An Idiot's Guide to the 2019 US Open
In a true expression of American arrogance masquerading as American exceptionalism, the US Open has somehow found itself in the enviable position as the capstone Grand Slam on the tennis calendar. All the time spent in the desert American hard courts in the winter, the ratty clay courts of South America, the glitzy clay courts of Europe, the somehow glitzier grass courts of England, and the swamp-ass hard courts of the American summer, has led up this.
Unfortunately, “this” means shitass tennis played in shitass swamp-ass style heat and humidity, in front of the most shitass tennis fans, in the most shitass city in the United States. New York’s self-assured smugness is the perfect setting for a tournament that thinks “obnoxious famous and rich people feigning interest 4 glasses of $21 glasses of pinot grigio deep at 3 pm” is a selling point. Chrissie Teigen will show up, post “Allison Riske is #squadgoals” and get 8 million retweets. Then, very tennis journalist will respond “OMG Chrissie!!!!” as Riske wins her first round matchup when Gabi Muguruza literally melts into a puddle in 97 degree heat. The glitz of the US Open is its selling point, which fits, because it makes it absolutely unbearable in every way.
Slam tennis in general suffers from overexposure. An entire season of events spread across the world goes unnoticed, only for the media to swarm over two-week stretches four times per year. Ultimately, tennis is not that hard of a game to follow, which makes it ripe for uninformed people to act as experts. The first three Slams of the year are more or less protected by distance. It’s harder for your average ESPN Talking Head to make a mess of the Australian Open when it’s being played at 3 AM. The US Open is exposed to the elements, and boy does that make it a chore. Everyone and their mother will invariably have a mealy mouthed take when, say, Serena suffers an upset loss to Sevastova, or Roger Federer gets scrubbed off the court by Novak Djokovic, or Steve Johnson beats a disinterested Nick Kyrgios.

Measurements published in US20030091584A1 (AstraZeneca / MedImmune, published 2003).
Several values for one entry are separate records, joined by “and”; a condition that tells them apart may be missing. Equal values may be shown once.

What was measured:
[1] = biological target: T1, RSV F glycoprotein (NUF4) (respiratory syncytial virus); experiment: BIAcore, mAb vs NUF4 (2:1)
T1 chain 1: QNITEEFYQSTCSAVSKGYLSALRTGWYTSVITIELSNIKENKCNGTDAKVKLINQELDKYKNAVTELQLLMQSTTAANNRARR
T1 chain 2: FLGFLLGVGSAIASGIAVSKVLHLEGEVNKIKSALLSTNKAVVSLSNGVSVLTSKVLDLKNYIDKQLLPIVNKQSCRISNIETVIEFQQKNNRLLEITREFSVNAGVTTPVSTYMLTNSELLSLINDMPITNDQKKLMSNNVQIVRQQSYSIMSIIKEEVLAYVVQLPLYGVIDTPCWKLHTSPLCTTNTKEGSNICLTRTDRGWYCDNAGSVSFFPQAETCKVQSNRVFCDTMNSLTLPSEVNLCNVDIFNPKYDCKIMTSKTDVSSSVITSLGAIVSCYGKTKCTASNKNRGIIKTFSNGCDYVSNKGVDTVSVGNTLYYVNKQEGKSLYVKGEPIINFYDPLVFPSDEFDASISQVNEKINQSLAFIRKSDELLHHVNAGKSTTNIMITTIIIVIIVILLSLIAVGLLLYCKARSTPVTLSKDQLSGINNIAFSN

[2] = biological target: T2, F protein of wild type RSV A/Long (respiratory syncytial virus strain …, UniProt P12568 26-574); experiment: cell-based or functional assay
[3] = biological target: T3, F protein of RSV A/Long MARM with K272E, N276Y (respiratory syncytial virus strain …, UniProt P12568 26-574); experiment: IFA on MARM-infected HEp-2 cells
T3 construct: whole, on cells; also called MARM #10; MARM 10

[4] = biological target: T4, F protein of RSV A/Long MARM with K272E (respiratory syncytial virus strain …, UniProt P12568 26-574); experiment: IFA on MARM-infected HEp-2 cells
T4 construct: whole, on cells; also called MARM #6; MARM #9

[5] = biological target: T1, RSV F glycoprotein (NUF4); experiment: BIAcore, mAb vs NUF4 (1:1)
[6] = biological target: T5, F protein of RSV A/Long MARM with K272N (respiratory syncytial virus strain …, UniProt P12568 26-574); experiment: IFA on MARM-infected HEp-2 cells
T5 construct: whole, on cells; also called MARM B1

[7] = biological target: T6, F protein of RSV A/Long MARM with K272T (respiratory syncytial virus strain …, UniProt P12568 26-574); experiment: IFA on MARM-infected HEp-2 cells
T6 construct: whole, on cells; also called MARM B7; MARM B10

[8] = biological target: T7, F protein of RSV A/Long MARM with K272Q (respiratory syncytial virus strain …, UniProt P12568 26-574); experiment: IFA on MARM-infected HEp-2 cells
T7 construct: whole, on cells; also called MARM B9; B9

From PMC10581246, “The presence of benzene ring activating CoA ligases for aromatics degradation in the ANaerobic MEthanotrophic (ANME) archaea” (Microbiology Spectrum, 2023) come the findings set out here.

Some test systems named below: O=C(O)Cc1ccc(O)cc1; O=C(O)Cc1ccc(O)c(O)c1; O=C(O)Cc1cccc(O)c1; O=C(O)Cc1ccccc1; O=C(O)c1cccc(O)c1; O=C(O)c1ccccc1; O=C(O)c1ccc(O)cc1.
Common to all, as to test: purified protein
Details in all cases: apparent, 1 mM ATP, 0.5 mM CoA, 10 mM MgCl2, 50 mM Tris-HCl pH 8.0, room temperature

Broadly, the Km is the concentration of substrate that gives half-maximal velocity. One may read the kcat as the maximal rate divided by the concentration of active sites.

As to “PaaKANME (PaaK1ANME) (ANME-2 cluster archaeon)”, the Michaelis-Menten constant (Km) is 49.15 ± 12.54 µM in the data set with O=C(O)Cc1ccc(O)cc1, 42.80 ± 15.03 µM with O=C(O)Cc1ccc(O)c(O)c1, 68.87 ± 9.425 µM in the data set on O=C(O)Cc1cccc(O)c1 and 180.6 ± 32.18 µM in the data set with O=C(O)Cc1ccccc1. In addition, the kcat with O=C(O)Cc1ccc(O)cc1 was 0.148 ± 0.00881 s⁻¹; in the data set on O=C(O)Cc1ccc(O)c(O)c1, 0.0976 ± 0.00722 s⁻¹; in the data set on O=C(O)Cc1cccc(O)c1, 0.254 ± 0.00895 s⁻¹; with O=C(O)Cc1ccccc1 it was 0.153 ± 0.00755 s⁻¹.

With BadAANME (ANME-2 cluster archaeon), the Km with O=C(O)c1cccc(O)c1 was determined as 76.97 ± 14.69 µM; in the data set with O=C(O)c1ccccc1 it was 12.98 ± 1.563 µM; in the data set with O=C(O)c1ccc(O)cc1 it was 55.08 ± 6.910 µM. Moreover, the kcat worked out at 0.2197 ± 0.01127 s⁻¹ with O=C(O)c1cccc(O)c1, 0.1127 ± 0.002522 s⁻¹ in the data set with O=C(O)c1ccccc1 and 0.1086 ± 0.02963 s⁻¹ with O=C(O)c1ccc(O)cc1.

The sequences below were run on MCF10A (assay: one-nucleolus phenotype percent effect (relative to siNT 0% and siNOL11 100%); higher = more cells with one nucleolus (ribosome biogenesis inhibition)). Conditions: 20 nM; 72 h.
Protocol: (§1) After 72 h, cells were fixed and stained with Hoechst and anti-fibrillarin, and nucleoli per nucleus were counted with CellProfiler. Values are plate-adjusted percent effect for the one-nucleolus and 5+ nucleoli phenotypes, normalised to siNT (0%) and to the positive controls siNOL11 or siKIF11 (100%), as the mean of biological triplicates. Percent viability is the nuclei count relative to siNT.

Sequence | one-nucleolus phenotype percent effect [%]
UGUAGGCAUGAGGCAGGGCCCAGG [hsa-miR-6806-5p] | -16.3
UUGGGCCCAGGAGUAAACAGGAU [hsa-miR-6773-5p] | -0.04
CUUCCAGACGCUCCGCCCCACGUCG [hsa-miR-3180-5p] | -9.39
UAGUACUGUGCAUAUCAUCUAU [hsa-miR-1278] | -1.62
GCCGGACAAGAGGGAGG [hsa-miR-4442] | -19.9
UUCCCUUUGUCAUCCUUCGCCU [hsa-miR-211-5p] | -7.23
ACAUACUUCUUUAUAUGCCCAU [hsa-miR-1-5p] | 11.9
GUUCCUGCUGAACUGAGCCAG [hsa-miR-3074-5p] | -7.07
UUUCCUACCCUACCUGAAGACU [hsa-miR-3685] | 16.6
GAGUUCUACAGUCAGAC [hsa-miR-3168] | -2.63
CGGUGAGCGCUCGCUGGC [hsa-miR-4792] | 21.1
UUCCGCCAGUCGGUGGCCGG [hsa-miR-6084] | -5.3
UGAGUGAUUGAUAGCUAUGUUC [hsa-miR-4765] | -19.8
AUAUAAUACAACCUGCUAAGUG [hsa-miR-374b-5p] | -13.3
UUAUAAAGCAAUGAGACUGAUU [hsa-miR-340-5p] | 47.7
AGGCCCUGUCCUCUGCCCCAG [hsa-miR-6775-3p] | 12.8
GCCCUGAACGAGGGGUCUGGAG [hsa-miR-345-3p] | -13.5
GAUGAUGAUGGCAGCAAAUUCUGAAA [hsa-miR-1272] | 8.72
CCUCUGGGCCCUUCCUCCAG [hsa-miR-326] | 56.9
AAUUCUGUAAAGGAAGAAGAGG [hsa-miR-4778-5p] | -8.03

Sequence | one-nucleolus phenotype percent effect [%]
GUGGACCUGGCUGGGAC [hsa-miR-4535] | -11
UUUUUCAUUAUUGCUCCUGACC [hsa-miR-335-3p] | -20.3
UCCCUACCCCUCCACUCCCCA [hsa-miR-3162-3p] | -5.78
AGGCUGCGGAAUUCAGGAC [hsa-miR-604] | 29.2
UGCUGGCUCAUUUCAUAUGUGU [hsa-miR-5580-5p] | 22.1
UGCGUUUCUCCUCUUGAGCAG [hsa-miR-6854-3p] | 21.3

Last year’s US Open had two storylines: one was that people were keeling over and dying in the oppressive humidity of a New York summer. The second storyline was whatever happened in the women’s final after Naomi Osaka dominated every aspect of the first set. No one has ever written about what happened in the second set. Pretty wild. None of the storylines were about what happened on the court, because everything that happened on the court sucked.
On the men’s side, that meant such luminaries as 73 year old, Phillip Kohlschreiber, and 0.0 WAR level player, Joao Sousa, in the 4th round, and Let’s Remember Some Guys Guy, John Millman, beating Roger Federer and making the quarterfinals. This year, Millman is 18-23 and has lost to players ranked 170, 214, and 246 in the world. Cool!